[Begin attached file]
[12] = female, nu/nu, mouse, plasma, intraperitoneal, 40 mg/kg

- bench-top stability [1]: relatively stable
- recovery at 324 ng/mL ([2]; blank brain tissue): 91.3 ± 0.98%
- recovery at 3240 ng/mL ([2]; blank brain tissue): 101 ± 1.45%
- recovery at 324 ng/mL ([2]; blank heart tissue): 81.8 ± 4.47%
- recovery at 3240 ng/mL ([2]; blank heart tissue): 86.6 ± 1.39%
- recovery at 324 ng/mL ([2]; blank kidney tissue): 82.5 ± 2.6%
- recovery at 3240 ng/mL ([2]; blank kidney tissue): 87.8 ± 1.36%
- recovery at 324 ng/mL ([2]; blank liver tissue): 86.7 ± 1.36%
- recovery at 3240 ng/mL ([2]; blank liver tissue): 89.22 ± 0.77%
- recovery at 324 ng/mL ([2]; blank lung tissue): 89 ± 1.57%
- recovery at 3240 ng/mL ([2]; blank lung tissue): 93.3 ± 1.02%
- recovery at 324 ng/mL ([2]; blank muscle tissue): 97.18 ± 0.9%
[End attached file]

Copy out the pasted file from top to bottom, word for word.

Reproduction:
[12] = female, nu/nu, mouse, plasma, intraperitoneal, 40 mg/kg

- bench-top stability [1]: relatively stable
- recovery at 324 ng/mL ([2]; blank brain tissue): 91.3 ± 0.98%
- recovery at 3240 ng/mL ([2]; blank brain tissue): 101 ± 1.45%
- recovery at 324 ng/mL ([2]; blank heart tissue): 81.8 ± 4.47%
- recovery at 3240 ng/mL ([2]; blank heart tissue): 86.6 ± 1.39%
- recovery at 324 ng/mL ([2]; blank kidney tissue): 82.5 ± 2.6%
- recovery at 3240 ng/mL ([2]; blank kidney tissue): 87.8 ± 1.36%
- recovery at 324 ng/mL ([2]; blank liver tissue): 86.7 ± 1.36%
- recovery at 3240 ng/mL ([2]; blank liver tissue): 89.22 ± 0.77%
- recovery at 324 ng/mL ([2]; blank lung tissue): 89 ± 1.57%
- recovery at 3240 ng/mL ([2]; blank lung tissue): 93.3 ± 1.02%
- recovery at 324 ng/mL ([2]; blank muscle tissue): 97.18 ± 0.9%